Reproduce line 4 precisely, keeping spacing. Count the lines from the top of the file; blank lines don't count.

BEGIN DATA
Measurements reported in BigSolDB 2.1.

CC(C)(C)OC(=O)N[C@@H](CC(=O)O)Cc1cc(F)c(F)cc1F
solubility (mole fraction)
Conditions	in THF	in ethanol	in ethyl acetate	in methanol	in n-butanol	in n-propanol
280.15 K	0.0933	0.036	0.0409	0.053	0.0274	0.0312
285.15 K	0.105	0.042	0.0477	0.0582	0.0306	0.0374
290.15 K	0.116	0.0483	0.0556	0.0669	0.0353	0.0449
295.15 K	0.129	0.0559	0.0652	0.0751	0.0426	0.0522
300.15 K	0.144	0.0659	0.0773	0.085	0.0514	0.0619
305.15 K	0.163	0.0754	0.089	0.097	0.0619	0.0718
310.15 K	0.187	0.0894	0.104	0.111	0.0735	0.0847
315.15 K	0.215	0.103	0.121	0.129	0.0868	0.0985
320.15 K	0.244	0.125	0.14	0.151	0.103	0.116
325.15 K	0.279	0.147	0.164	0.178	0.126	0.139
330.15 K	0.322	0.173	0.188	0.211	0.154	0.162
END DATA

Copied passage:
Conditions	in THF	in ethanol	in ethyl acetate	in methanol	in n-butanol	in n-propanol